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5 Major HR Challenges for Independent Businesses

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With this week being Independents’ Week here in Liverpool, we look at 5 employment law and HR challenges facing independent businesses.

1. Recruitment and retention of good staff

Being able to recruit good staff is key to the success of most businesses. The challenge for independent businesses is attracting those star performers when there is competition from larger national or multinational companies. It is often difficult for an independent business to compete with larger organisations when it comes to salary and benefits. However, there are other ways in which independent businesses can offer attractive packages to a prospective employee such as through: bonuses linked to the performance of the business as a whole; flexible working and staff engagement.

With owners and managers often being so busy in an independent business, it is sometimes easy to lose track of how an employee is feeling in their job. Appraisals are missed and the employer loses the opportunity to gauge the employee’s levels of job satisfaction. The risk is that the employee then moves on, partly as a result of a lack of communication between the employer and employee prior to their decision to leave.

2. Employees leaving and then setting up in competition

Each business owner will have spent years of their business building up goodwill and a reputation with clients or the public at large. It can be devastating for a business owner to find that an employee whom they trusted with their customer base then leaves, sets up in competition and immediately approaches the customers with whom they had dealt. This is obviously more of a problem in some sectors than in others, but in any business where there is a long term personal connection between the customer and the employee, the risk increases significantly.
“But surely the employee can’t just hand in their notice, leave and then poach our customers,” you may ask. Well, much depends on whether they have entered into post-termination restrictions with their employer, which are likely to form part of a written contract of employment. Even if you have issued staff with an employment contract, there is no guarantee it will contain the restrictions you need, particularly if it has just been downloaded as an online template contract.

3. Keeping up to date with HR paperwork

We often find that owner-managed businesses understandably prioritise the growth and profitability of their business over the finer details of employee record keeping. For example, when an employee has returned from sickness absence, it is perhaps less likely in an independent business that the employer will have the time or resources to carry out a back-to-work interview or check that the employee has completed a sickness absence self-certification form.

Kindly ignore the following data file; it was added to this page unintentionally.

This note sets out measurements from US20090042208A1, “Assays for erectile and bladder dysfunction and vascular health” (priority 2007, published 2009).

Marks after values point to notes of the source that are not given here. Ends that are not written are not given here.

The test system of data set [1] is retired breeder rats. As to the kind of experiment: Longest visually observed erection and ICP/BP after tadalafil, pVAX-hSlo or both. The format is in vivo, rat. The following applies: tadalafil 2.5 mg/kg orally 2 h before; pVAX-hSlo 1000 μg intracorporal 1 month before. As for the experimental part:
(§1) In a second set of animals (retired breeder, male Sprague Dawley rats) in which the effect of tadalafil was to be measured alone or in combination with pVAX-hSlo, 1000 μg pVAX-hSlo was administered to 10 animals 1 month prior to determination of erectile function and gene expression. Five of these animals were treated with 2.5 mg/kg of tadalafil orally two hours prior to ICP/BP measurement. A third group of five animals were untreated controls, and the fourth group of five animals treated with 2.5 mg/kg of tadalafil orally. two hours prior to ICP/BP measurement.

Sometimes employers fail to issue a contract of employment when somebody joins, which not only places the employee in breach of section 1 of the Employment Rights Act 1996, it means that important terms that could protect the employer’s interests never become part of the implied contractual terms under which the employee is employed.

4. Employing family members and friends

This can have its positives and its negatives. Many people choose to employ family or friends when running an independent business. The arrangement will normally be built on trust rather than set out in any formal documentation. We have found that an employer will be less likely to issue a family member or friend with an employment contract than they will somebody they don’t know well. It all seems a bit too formal at the time.

Needless to say, while things are going well, this lack of formality isn’t such a problem. It is when tensions emerge that the lack of documentation and formal processes become a difficulty. For example, an employer is less likely to performance-manage a friend or family member using the disciplinary or capability procedure. It is more likely they will raise the issues in an informal verbal conversation. They might raise the issue more bluntly than they would with another employee or might just decide to end the arrangement without following any procedures. We have dealt with numerous cases over the years where (former) friends and family members of a business owner have brought employment claims against the business.

5. Risk of claims by employees

For all of the reasons set out above, procedures can easily be overlooked and mistakes can be made when independent business owners are trying to juggle all the demands of running a business profitably with the demands of handling staffing issues.

The risk of claims is all the greater now that employment tribunal fees have been deemed unlawful, such that statistics now tell us that there has been a dramatic rise in employment tribunal claims now being brought by employees compared to a year ago.

Although some claims can be settled for a modest sum, other types of claim, particularly those involving discrimination, can attract awards at a level that puts the viability of a small independent business at risk.

The advice to independent business owners is therefore to ensure that they take reliable advice on how to handle their HR and employment law needs, even where there does not appear to be an imminent problem. By waiting until the problem arises, it might already be too late to rectify the situation.

 

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